(U.S. Marine Corps/ Lance Cpl. Anthony J. Brosilow)

American veterans may be proud of their service, but they sure as hell aren't proud of the conflicts in which they served.

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(U.S. Army/Capt. Jason Welch)

Soldiers with the 3rd Cavalry Regiment from Fort Hood, Texas, returned from a deployment to Iraq, Syria, and Kuwait, in February 60 combat badges richer.

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(U.S. Navy photo)

Editor's Note: This article by Gina Harkins originally appeared on Military.com, a leading source of news for the military and veteran community.

Senate Minority Leader Chuck Schumer wants a U.S. Navy ship to be named for Senior Chief Cryptologic Technician (Interpretive) Shannon Kent, the Pine Plains, New York, native who spent much of her 15-year military career embedded with special operations troops and died Jan. 16 in a bombing in Manbij, Syria.

The honor would be the first for the Navy: Of the service's nearly 300 ships, fewer than a dozen are named for women and none commemorate a female service member killed in action.

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In November 2013, I was traveling in and out of southern Turkey. I'd come there for a number of reasons but most fundamentally to understand how the wars I'd fought in Iraq and Afghanistan were echoing out into the current revolution in Syria.

One evening, a friend of mine named Abed, who worked for a humanitarian aid organization and himself had been a democratic activist in the Syrian revolution, told me he'd met someone in a refugee camp who "he really thought I should meet." He explained that the man's name was Abu Hassar, that he'd fought for al-Qaeda in Iraq, and that he thought the two of us "would really get along."

A few days later, Abu Hassar and I met, two veterans of the Iraq war though we'd fought on opposite sides. Up to that point, the wars had been the defining event of my life. Fighting in them had been like a shadow dance, in which you never see your partner.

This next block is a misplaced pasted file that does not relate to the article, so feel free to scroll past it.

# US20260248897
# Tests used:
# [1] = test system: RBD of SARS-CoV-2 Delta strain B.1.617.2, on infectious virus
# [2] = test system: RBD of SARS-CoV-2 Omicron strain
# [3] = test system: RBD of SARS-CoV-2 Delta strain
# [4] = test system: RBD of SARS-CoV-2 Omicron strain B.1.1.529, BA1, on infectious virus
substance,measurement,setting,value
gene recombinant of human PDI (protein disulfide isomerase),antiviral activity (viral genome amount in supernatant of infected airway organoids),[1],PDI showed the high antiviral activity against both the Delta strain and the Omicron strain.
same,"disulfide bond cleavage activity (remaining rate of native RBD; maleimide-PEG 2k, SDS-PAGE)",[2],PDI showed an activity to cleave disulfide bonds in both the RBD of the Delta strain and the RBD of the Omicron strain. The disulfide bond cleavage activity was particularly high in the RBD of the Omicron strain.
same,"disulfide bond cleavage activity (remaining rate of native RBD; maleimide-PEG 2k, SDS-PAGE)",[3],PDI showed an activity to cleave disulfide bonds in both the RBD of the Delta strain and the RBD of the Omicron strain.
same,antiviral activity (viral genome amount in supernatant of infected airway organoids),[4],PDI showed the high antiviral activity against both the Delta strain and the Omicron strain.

Ten years later, on that day in 2013, I wanted to meet my partner, this person who had so defined me. Meeting Abu Hassar was a gamble, because I was betting that my fascination with him would prove equal to his fascination with me.

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(Islamic State Group/Al Furqan Media Network/Reuters)

CAIRO (Reuters) - After losing territory, ISIS fighters are turning to guerrilla war — and the group's newspaper is telling them exactly how to do it.

In recent weeks, IS's al-Naba online newspaper has encouraged followers to adopt guerrilla tactics and published detailed instructions on how to carry out hit-and-run operations.

The group is using such tactics in places where it aims to expand beyond Iraq and Syria. While IS has tried this approach before, the guidelines make clear the group is adopting it as standard operating procedure.

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WASHINGTON (Reuters) - Hundreds of members of the U.S. Congress signed a letter to President Donald Trump on Monday arguing that the United States should remain engaged with the conflict in Syria, saying they were "deeply concerned" about extremist groups in the country.

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